Nobs and Swells
The 400 Hottest New Yorkers…of 1892
Caroline Astor’s 1892 party featured the 400 hottest high society names. And—major FOMO—the list of invitees was printed in the New York Times.
Yes, a difficult situation. Imagine a Manhattan with parvenus moving in, vulgarly flaunting New Money, some way, way richer than the Old Money.
Sounds familiar? Well, this was the last half of the 19th century and the new money was born of the Industrial Revolution but fortunately there was an individual determined to maintain standards, Caroline Astor.
Caroline was the “Mrs. Astor”, a position she promptly assumed after the death of her sister-in-law (which caused the defeated Astor cousin to relocate in the UK, become a newspaper magnate and acquire a title).
Mrs. Astor also persuaded her husband to drop his second name, Backhouse, which then had the secondary meaning, outhouse, and set to work to reform society, using her cousin-by-marriage, Ward McAllister, a Francophile, and an expert in wines and sauces, as an enforcer.
One device, and this was the idea of McAllister—soon to be nicknamed “Make-A-Lister” by the very active, if spoon-fed press—was the Patriarch Balls. McAllister picked twenty-five utterly acceptable New Yorkers, requiring each of them to cull their acquaintanceship and come up with five females and four males.
The idea was a mix of “Nobs” and “Swells.” “Nobs” came from the Old Money and “Swells” were representatives of the New Money who Astor and McAllister felt—in his words—“at ease in a ballroom.”
The entire group made up the list for a ball, which was held every year, beginning in 1872.
Which brings us to the supreme event: The 400 ball of February 1892. And it was McAllister again who came up with the notion of 400, this being, he said, the number of people who could be comfortably accommodated in Mrs. Astor’s ballroom—and, by extension, were the absolute cream of New York society at that moment.
“Wait a moment and I will give you a correct list, don’t you know, of the people who form what is known as the Four Hundred,” McAllister told the New York Times. “Do you understand it will be authorized, reliable, and, don’t you know, the only correct list.”
The number of names is actually below 400, being 370 plus. So it’s as if Mrs. Astor and Ward McAllister were signaling that they were being hyper-scrupulous, and that those attending were the crème de la crème, that anybody who didn’t make the cut might as well get out of town.
There was nothing remotely bohemian about the list—no professional writers, artists, musicians, actors—indeed no celebrities in our sense. Just power, blood, mostly Old Money but plenty of New Money too.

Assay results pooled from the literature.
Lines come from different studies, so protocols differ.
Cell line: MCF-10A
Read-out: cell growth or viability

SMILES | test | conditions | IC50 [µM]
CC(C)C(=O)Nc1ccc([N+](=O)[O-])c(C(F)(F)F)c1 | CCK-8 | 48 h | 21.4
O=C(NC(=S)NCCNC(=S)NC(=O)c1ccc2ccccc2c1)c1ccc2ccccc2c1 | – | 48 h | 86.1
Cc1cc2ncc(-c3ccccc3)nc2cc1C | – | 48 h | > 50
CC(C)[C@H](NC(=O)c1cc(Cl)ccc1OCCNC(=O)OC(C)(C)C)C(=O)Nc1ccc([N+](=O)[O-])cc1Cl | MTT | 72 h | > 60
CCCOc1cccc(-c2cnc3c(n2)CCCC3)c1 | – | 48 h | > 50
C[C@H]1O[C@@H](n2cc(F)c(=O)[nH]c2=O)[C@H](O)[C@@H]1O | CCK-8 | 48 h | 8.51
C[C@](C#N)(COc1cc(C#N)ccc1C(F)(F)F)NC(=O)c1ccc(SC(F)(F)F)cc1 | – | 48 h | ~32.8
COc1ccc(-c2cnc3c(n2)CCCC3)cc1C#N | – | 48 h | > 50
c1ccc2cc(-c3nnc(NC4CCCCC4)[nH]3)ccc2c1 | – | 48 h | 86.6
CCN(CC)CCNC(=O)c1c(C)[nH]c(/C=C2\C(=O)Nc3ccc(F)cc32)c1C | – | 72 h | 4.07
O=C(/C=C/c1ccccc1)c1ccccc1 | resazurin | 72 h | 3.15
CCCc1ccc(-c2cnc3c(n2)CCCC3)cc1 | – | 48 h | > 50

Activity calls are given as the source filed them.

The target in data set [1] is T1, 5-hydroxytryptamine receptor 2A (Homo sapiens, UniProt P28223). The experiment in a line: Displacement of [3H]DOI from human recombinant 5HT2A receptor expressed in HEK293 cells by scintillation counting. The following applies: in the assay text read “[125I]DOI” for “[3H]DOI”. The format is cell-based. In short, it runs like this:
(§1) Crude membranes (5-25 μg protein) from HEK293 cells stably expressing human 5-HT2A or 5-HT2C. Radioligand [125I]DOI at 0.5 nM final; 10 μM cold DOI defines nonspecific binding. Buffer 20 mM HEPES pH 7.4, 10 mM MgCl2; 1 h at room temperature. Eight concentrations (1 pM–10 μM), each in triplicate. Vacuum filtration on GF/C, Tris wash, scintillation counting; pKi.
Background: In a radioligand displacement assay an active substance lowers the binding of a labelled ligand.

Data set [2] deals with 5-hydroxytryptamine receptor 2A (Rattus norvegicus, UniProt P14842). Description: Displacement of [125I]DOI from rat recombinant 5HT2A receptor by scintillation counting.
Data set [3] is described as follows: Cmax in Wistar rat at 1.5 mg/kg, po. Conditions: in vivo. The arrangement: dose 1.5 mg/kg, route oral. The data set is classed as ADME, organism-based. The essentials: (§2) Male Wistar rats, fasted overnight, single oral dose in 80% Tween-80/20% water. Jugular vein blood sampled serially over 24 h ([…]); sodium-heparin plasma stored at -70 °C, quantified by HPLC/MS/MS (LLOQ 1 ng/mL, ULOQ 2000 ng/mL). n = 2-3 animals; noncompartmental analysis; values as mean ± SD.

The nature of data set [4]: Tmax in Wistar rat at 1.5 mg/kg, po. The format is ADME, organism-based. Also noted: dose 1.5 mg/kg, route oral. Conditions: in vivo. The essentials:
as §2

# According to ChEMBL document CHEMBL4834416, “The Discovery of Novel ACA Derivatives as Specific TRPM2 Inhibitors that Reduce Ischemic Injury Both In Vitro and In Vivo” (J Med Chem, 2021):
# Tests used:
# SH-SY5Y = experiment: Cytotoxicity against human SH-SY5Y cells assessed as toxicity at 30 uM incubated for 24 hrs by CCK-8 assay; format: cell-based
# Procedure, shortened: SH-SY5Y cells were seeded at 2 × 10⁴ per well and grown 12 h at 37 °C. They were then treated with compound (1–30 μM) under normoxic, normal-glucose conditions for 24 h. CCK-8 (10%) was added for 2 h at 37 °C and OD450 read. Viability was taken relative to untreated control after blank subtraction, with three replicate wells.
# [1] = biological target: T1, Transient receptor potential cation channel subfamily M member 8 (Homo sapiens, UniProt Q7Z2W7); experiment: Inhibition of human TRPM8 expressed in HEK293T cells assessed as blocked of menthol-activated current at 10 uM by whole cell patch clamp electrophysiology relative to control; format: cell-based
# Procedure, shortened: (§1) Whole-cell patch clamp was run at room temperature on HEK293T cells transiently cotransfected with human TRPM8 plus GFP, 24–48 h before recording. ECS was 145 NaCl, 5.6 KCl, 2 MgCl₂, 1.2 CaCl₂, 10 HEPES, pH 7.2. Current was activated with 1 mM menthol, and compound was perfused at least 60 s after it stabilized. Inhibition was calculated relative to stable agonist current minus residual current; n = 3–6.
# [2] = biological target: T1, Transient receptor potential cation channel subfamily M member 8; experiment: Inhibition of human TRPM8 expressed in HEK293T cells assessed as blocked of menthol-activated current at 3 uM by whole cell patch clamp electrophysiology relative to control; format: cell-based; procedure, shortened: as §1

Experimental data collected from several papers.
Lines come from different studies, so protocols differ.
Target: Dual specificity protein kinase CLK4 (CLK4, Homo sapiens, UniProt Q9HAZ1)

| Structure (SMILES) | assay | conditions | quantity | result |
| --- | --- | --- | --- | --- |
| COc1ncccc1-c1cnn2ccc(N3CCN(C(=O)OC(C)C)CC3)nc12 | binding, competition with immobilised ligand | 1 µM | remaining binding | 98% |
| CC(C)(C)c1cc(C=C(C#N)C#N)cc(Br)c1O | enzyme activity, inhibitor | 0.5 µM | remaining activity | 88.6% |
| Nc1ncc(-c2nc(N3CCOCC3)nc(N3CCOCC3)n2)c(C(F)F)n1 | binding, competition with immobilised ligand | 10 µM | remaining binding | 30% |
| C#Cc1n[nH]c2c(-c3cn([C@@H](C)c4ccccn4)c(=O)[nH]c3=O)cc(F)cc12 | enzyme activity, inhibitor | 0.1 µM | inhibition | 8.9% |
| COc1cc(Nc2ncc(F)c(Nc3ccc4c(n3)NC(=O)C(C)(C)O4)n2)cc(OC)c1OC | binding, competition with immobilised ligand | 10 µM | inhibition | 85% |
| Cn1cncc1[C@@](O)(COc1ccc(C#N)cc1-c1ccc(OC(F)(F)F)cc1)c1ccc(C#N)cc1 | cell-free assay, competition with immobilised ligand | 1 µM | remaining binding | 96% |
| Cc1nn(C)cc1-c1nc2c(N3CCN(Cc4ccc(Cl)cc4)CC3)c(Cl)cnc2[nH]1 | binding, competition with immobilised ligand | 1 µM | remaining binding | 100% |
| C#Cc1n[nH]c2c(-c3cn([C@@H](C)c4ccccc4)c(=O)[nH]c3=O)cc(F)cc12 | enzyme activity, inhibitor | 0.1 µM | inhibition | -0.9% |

Mrs. Astor watched the dancing from a red velvet divan standing on a dais. She was described by Frank Crowninshield, the editor of Vanity Fair, as “tall, a little on the heavy style, dark, with a slight, but not disfiguring, cast in her eyes.”
Her hair was jet-black—she never ever appeared in daylight except heavily veiled — and she had particularly favored guests sent for.
She would shake hands—the air kiss had not as yet been invented—and exchange a few words. And that was social glory.
Ward McAllister’s days as social minder to Mrs. Astor—who he called his “Mystic Rose”—were numbered though. It was clearly with her approval of Mrs. Astor that he gave the party list to the New York Times, but his craving for social celebrity led him to canoodle with the press in a way that the society within which he sought to be an arbiter found unappealing.
He had already published a memoir, Society As I Have Found It, in which he comes across as an overweening blowhard. The press he had so cultivated turned him into a figure of fun.
Doors closed to him all over town. He died, dining alone in the Union Club on January 1895. His funeral was attended by Cornelius Vanderbilt but not by Caroline Astor.
This was appropriate. There were Vanderbilts at the 400 Ball, but Mrs. Astor had let it be known that she considered the clan to be unacceptable.
Thus it was that Carrie Astor, her daughter, had found herself uninvited to the lavish, eagerly awaited costume ball given by Alva Vanderbilt of spring 1883.
She appealed to her mother, who felt required to formally leave her card with Mrs. Vanderbilt.
Mrs. Astor died, suffering from dementia, in 1908. John Jacob Astor, her son, went down with the Titanic four years later.
New York society went into a curious phase after the eclipse of Caroline Astor and the flame-out of Ward McAllister.
It was now ruled by “The Great Triumvirate”—“Tessie” (Theresa) Fair, Alva Vanderbilt Belmont, and Mamie Fish (Mrs. Stuyvesant Fish). They were three formidable hostesses who I would call no-nonsense women, except that nonsense was highly in demand.
There was the dinner that Mrs. Stuyvesant Fish, gave for the Prince del Drago, who, rather to the surprise of the other guests, turned out to be a monkey (Mrs. Fish, famously sharp-tongued, greeted her guests at another dinner, sighing “Older faces, younger clothes.”).
There was the “Servants’ Ball,” at which the guests dressed as their own staff, and there was a “Dogs’ Dinner” which actually was that, write Gail MacColl and Carol McD. Wallace in their book, To Marry an English Lord.
Just ahead lay ‘café society,’ Noel Coward and, of course, the Surrealists who had some inventive dinners too.
When I moved to Manhattan in the late 70s many of the names on Ward McAllister’s ‘400’ list were still frequently to be seen in boldface in the columns, sometimes with the same first names attached.
I seldom see them any more. Constant change, that’s the pain and pleasure of New York.